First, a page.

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Top 10 Youth Social Problems in Chicago in 2020

November 30, 2021

Chicago youth have dealt with ongoing social challenges that have continued to shape their daily interactions and experiences over the past 20 months since the start of the COVID-19 pandemic. To learn what social issues Chicago adults were most concerned about for youth in the city, we teamed up with the Chicago Department of Public Health (CDPH) on the 2020 Healthy Chicago Survey, Jr. We asked adults, including parents and non-parents, from all 77 community areas in Chicago which social issues they considered to be “big problems” for all children and adolescents in Chicago — not just for their own kids.

Some of the top social concerns identified by adults were connected to violence (e.g., gun violence, violence in schools), others were connected to inequity (e.g., racial disparities in health, racism) and others included social determinants of health (e.g., poverty, lack of job opportunities). In this report, we share the “Top 10” social issues facing youth in Chicago identified by Chicago adults.

Report Highlights

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Download the full report: Top 10 Youth Social Problems in Chicago 2020

  • Gun violence, racial disparities in health, and racism and discrimination were Chicago adults’ top social concerns for youth in the city.
  • Gun violence was the number one social concern for the third straight year.
  • Not enough job opportunities for teens was new to the top 10 list this year at number eight, right behind not enough job opportunities for parents.
 

1. Gun violence – 85%

Gun violence was the top social concern identified for Chicago youth this year by Chicago adults regardless of respondent race/ethnicity, gender, age, health status, household income or parental status (parent/non-parent). In the August 2021 Voices of Chicago Health in Chicago (VOCHIC) report on Firearm Safety, Gun Violence and Chicago Families, we found that 23% of parents said their family had been personally affected by gun violence. Chicago experienced an increase in gun violence in 2020, with 4,133 total victims of gun violence, compared with 2,724 in 2019. In 2021 this trend has continued, with the number of shootings outpacing those in 2020. In our sample, adults who lived in neighborhoods with more frequent occurrences of violence were more likely to say gun violence was a big problem for youth than adults who lived in neighborhoods with less frequent violence.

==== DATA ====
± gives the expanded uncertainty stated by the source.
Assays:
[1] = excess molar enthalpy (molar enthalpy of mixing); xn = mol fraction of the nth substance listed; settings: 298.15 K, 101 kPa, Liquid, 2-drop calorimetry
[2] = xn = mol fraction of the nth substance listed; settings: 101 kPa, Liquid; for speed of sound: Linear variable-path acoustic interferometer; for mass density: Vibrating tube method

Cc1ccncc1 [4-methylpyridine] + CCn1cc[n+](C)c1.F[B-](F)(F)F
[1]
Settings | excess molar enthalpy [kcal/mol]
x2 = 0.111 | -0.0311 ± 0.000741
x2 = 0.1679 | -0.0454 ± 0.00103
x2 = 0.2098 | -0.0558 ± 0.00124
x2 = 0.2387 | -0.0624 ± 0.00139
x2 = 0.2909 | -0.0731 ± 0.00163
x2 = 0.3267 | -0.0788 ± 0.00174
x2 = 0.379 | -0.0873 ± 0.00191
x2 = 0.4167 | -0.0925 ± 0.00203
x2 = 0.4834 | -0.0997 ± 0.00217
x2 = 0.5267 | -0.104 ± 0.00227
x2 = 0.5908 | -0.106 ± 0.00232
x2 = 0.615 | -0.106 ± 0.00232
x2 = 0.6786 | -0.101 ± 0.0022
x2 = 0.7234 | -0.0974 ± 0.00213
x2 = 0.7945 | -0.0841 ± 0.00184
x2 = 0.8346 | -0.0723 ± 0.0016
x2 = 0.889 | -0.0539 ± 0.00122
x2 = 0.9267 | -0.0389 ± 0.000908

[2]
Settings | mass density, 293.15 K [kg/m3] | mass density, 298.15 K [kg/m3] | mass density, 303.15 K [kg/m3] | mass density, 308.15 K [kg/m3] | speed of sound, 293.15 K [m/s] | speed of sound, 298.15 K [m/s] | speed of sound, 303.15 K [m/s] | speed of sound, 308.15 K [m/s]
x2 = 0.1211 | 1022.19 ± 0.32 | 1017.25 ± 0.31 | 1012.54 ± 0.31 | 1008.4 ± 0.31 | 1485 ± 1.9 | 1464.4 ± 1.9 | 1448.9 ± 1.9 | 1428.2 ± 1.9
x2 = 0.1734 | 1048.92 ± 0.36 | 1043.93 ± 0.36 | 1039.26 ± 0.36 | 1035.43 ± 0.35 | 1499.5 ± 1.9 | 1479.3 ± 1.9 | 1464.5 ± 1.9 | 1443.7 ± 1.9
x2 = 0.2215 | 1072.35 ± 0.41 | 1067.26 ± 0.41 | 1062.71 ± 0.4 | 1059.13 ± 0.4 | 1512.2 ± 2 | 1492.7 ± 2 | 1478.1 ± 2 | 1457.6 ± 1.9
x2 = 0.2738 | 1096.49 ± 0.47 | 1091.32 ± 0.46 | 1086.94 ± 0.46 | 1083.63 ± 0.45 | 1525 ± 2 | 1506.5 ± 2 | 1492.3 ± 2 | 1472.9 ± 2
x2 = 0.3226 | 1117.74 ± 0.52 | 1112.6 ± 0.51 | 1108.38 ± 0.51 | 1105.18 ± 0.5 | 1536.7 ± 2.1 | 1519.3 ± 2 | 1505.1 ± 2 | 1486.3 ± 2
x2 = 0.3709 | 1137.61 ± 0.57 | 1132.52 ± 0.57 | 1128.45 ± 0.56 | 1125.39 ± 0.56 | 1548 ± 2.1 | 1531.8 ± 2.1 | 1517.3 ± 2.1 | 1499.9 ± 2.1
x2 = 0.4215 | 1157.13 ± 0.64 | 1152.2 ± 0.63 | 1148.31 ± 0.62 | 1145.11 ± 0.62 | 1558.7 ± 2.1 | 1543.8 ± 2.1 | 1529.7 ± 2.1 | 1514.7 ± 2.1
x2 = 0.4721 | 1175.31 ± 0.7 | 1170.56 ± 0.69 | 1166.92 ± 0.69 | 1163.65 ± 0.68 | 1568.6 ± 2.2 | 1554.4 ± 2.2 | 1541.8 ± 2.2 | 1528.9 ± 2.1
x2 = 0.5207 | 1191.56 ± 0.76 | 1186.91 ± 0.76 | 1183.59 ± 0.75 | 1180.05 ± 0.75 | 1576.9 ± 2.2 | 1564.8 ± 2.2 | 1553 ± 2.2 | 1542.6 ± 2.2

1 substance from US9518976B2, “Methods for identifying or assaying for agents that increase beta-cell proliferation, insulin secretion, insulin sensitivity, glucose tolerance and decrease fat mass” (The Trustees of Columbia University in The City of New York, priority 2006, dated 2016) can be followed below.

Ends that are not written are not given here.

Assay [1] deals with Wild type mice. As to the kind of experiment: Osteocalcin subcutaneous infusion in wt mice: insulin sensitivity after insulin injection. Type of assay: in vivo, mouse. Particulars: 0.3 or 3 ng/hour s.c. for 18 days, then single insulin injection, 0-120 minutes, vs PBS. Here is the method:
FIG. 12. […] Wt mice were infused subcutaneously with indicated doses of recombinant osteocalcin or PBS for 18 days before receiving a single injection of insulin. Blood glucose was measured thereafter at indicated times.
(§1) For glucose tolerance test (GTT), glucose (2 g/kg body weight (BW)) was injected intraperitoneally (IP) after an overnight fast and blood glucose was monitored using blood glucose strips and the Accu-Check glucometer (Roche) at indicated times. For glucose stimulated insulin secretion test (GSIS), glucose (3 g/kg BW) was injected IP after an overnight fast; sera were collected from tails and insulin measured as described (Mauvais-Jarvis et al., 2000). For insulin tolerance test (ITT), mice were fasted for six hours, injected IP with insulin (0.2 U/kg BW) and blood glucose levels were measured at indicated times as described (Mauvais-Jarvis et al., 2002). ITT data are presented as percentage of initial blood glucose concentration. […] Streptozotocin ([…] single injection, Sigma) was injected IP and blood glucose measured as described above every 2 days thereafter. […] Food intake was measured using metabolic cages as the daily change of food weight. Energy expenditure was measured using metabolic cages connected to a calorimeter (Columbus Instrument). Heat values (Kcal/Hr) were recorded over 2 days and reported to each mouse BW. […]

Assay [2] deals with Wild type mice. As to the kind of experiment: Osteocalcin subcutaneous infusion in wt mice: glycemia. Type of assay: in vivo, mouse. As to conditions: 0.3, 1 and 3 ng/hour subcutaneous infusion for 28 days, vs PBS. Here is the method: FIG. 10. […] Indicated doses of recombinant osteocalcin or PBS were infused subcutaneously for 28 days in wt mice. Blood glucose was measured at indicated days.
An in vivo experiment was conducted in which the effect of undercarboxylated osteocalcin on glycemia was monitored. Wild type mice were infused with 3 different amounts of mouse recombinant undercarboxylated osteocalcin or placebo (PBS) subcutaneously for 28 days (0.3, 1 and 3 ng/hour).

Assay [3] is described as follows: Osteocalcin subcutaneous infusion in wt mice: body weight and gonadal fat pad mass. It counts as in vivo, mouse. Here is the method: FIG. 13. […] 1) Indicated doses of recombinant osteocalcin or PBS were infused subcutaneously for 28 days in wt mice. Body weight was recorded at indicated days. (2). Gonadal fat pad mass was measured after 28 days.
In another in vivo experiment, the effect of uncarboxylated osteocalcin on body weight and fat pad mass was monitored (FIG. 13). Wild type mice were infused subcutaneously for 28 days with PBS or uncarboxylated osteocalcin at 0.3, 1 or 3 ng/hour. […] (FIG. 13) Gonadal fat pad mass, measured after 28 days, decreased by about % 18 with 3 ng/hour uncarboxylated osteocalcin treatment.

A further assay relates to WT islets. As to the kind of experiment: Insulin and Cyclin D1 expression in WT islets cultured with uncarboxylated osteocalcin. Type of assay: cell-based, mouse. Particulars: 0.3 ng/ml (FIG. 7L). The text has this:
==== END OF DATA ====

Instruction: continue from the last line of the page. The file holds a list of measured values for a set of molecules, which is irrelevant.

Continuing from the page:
Additionally, adults who reported they did not trust local law enforcement were more likely to consider gun violence a big problem (92%) than adults who reported trusting their local law enforcement a great deal (81%).

In a national poll of parents, gun violence was not a top 10 concern for youth health, suggesting that Chicago adults are more concerned about this issue than parents at a national level.

2. Racial disparities in health – 74%

The second most frequent social concern that was noted was health disparities, or worse health for children of color than for White children. We found that women were more likely (77%) to consider health disparities a big problem than men (70%).

In addition, Black adults were more likely to consider this a big problem (80%) compared with White adults (71%) and Asian/ Other-race adults (67%); 74% of Latinx adults considered this a big problem and this proportion was not significantly different from other groups. Parents and non-parents did not show a significant difference in their reported concerns about health disparities.